A Clockwork Orange ~ A Capsule Book Review

A Clockwork Orange ~ A Capsule Book Review by Allen Kopp 

Besides classical music (especially Ludwig van Beethoven and Johann Sebastian Bach), Alex loves ultra-violence. He is only fifteen, but every evening he meets his three “droogs” (Pete, Georgie and Dim) to go out and terrorize anybody unfortunate enough to fall into their clutches on the streets. They especially target the elderly and those incapable of defending themselves. The “millicents” (police) are not very effective against these roving bands of predatory thugs, so most people, if they are able to reason things out, do not go out at night.

Alex lives with his “pee and em” (parents) on the tenth floor of a building of flats. The pee and em think Alex is a good boy who has an evening job that brings in a little money. He is good at making them think whatever he wants them to think. They don’t know that he gets his money from stealing and from robbing innocent victims. (When his father asks him just exactly what his evening job is, he politely sidesteps the issue.)

After a while things start to go bad for Alex, oh my brothers! His droogs turn on him and challenge his authority as their leader. What’s even worse, a “baboochka” (old woman) he beats up during a home burglary dies of her injuries and the millicents, finally, catch him and sentence him to twenty years behind bars. Well, conditions are terrible in prison, with six to a cell, and after a few months Alex kills another prisoner. Because he is young, authorities believe he is worth reclaiming, so they put him in a special treatment program (the Ludovico technique), whereby he will be “cured” of his violent criminal tendencies and released back into society in a fortnight. He doesn’t know, of course, that the treatment is the worst thing he will ever experience in his life.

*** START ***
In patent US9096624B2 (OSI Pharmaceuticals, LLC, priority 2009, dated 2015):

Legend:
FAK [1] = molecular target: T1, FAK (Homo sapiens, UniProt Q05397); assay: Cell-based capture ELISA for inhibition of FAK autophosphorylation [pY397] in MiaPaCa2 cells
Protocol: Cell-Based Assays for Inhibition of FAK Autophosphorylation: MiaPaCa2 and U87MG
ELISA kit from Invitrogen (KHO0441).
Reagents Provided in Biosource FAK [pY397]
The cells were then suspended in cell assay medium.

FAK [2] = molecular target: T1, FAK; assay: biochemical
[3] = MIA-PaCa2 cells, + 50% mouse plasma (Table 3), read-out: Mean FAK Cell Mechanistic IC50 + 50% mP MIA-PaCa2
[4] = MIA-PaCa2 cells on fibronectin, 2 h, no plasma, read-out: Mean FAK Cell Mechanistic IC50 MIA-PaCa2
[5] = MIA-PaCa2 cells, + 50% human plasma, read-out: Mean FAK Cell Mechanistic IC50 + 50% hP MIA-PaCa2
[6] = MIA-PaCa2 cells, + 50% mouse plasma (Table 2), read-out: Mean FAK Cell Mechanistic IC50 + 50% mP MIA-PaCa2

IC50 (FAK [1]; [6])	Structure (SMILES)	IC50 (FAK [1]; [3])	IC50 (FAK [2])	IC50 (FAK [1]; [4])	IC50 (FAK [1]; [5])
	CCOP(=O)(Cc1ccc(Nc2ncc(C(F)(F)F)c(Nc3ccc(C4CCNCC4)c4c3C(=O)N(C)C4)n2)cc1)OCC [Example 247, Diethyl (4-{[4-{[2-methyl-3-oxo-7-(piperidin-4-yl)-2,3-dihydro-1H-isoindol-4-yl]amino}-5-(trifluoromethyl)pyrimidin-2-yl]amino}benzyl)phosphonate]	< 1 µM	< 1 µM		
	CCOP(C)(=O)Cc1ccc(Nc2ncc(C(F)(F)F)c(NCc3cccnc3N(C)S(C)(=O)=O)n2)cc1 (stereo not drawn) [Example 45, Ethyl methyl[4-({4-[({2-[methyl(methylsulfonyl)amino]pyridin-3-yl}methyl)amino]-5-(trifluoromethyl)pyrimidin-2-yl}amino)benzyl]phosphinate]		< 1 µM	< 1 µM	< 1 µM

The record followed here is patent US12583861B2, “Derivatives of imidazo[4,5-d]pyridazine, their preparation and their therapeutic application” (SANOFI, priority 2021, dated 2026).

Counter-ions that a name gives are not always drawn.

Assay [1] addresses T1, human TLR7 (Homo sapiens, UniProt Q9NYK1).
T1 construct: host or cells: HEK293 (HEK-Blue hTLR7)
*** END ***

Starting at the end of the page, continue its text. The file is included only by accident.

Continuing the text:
The treatment consists of, besides drugs, “associative conditioning” in which Alex is forced (strapped to a table, eyes forcibly kept open) to watch films set to music of tortures, rapes, stabbings, murders and assorted acts of violence. The violence he is forced to witness in the films makes Alex so ill that, presumably, he will never be able to commit such acts again himself. But, wait a minute, isn’t the government going too far with this treatment? By taking away Alex’s free will to decide for himself, aren’t they turning him into a “clockwork orange,” a being that is organic and mechanical at the same time? After Alex is cured, maybe he will need a “cure” for the cure.

A Clockwork Orange, by Anthony Burgess, was first published in 1963. It is set in Britain, in a frightening distant future. It is Alex’s story, told in his voice, so it’s what he thinks and what he feels. The slang the characters in the novel use is called “nadsat” (teenage) language. If you are a new reader, approaching A Clockwork Orange for the first time, don’t be put off by the slang. You can almost always tell, by word association, what the word is supposed to be. In the paperback edition I read (two times now), there’s a glossary in the back of the book to translate the slang into recognizable English words.

Copyright © 2018 by Allen Kopp 

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